Press Release from State Senator Rodney Ellis

For Immediate Release
June 6, 2001
Contact: Jeremy Warren, (512) 463-0113

Senator Rodney Ellis Counters Opponents Claims, Renews Call for Governor Perry to Sign Bill to Ban Execution of Mentally Retarded
Ask Governor to back strengthened Jeb Bush plan

(Austin)//Senator Rodney Ellis (D-Houston) today countered critics statements on the impact of a ban on execution of the mentally retarded and repeated a call to Governor Rick Perry to sign the legislation.

The House and Senate approved HB 236, sponsored in the House by Rep. Juan Hinojosa (D-McAllen), a new plan to ban the execution of the mentally retarded. The proposal is a strengthened version of a law supported by Florida Governor Jeb Bush.

"This is a very simple issue -- you are either for executing the mentally retarded or you're not," said Ellis. "The eyes of the nation are upon Texas. Texas is the world leader in executions, behind only China and the Republic of Congo. The legislature showed leadership and took a stand for what is right. It is time to end this discussion and put into law a ban on the execution of the mentally retarded."

Currently, 14 states -- Arkansas, Arizona, Colorado, Georgia, Indiana, Kansas, Kentucky, Maryland, New Mexico, Nebraska, New York, South Dakota, Tennessee, and Washington -- and the federal government have passed laws prohibiting the execution of people with mental retardation. Several other states, including Florida and Missouri, are on the verge of passing legislation to ban the practice.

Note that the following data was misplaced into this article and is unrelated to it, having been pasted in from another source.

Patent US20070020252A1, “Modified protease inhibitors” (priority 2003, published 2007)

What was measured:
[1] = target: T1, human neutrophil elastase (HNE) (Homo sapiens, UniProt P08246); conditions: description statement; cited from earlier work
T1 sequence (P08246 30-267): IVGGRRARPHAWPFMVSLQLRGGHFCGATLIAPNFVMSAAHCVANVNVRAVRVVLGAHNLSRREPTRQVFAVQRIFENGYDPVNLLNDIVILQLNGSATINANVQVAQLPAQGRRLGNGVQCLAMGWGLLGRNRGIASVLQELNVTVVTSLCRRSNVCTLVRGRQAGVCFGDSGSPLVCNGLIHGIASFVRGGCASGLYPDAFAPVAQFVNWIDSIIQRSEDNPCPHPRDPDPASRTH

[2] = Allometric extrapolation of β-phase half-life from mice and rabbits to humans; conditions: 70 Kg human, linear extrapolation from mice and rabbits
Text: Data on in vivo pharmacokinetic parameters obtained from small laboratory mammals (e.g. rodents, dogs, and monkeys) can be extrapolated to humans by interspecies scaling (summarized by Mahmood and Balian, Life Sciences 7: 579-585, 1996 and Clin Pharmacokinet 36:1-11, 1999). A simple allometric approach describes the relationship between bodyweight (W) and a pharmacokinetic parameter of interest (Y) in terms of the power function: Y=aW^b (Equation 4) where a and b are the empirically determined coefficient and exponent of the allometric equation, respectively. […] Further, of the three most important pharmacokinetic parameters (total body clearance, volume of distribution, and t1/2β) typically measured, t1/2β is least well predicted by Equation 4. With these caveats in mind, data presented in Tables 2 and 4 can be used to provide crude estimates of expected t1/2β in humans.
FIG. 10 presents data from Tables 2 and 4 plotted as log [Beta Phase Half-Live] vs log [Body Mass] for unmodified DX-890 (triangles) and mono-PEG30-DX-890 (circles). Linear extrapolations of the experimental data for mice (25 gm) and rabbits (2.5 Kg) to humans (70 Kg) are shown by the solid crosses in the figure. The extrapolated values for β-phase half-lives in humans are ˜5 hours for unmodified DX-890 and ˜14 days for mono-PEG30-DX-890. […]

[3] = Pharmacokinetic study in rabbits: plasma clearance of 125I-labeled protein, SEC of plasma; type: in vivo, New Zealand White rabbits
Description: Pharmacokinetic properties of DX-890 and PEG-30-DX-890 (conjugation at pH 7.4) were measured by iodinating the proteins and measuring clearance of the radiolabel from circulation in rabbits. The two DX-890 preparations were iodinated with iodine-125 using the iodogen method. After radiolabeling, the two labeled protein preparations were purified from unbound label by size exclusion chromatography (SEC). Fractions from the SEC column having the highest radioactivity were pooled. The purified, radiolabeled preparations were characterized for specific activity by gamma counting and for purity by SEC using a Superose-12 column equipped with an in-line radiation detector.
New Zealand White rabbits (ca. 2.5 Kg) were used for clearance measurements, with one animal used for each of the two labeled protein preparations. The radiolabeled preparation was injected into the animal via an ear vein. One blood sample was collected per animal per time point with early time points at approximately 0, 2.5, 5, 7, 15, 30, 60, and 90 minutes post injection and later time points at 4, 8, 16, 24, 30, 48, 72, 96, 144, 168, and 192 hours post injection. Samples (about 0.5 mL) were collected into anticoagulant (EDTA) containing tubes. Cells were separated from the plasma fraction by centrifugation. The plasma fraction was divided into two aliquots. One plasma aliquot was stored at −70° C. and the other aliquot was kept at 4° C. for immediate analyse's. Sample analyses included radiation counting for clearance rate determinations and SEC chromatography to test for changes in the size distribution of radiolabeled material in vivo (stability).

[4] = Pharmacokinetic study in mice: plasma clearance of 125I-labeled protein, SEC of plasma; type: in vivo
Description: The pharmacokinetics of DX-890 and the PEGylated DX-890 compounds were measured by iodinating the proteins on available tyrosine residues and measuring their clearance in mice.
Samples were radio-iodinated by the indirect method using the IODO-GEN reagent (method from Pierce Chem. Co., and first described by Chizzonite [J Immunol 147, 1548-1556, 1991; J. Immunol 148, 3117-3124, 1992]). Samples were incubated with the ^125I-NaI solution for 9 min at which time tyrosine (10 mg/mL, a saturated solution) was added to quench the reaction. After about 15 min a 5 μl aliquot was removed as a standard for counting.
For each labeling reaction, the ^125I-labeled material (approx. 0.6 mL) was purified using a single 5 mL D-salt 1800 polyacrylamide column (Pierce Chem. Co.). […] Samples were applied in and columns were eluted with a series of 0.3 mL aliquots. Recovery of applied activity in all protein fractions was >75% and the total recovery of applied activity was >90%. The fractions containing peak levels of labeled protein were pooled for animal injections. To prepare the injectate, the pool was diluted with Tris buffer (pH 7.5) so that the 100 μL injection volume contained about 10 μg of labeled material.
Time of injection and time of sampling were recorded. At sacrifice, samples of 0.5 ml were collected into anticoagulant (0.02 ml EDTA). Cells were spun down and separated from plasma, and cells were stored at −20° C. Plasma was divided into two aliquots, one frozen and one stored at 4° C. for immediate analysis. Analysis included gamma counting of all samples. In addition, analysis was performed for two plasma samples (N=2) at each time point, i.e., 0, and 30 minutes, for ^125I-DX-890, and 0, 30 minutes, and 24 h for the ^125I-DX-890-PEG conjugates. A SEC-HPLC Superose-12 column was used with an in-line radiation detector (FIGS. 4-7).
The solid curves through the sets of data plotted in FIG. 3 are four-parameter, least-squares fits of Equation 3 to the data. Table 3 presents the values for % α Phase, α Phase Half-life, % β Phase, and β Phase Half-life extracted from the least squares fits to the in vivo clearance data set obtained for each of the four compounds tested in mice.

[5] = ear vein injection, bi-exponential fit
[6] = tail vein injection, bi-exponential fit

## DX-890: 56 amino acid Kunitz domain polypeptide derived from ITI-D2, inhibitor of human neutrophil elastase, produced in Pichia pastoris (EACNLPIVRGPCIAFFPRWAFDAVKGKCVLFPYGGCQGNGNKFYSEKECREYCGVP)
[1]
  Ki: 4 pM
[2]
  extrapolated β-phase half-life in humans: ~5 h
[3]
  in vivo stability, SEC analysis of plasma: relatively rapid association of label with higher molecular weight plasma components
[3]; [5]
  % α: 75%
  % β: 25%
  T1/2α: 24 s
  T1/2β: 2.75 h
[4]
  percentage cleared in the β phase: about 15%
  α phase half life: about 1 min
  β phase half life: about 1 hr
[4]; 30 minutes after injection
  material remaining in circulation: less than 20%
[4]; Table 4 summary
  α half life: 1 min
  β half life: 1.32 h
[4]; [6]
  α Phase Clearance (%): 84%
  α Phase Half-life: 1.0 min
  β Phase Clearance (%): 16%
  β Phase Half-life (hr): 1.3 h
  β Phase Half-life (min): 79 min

Opponents of the legislation have claimed that Texas should wait for a dictate from the U.S. Supreme Court before acting. That argument was at least partially undermined this week by a 6-3 ruling that Texas' mitigating factors in the Penry decision were unconstitutional. Opponents have stated that Texas' jury system would be overturned by HB 236. Ironically, the legislation improves upon the Bush Plan by adding in the district attorney's own model for a special issue consideration by the jury in the first instance.

Opponents have made the claim that Texas does not execute the mentally retarded. In fact, at least six persons with mental retardation have been executed in Texas. The latest, Oliver Cruz, was executed late last year by then Lieutenant Governor Perry. Finally, opponents have argued that a ban would derail the death penalty in Texas. House Bill 236 is closely modeled on commonalities across all states with a ban, including the methods for determining mental retardation. None of the states passing the ban have been forced to end capital punishment.

"When we needed a compromise, we looked to Florida for several reasons. One, it is a large southern state that is seen as very tough on crime. It is a tough death penalty state, trailing only us and Virginia in carrying out the death penalty. And because there was a Bush in the Governor's mansion who showed leadership and told his legislature that this was a top priority for him. I don't think anyone can claim that Jeb Bush is soft on crime.

A recent Houston Chronicle poll showed 68% of Texans support the death penalty, but 76% oppose the execution of the mentally retarded. Under HB 236, life imprisonment would become the maximum penalty an offender found to be mentally retarded could face if convicted of a capital crime. In Texas, six offenders with mental retardation have been executed since 1976.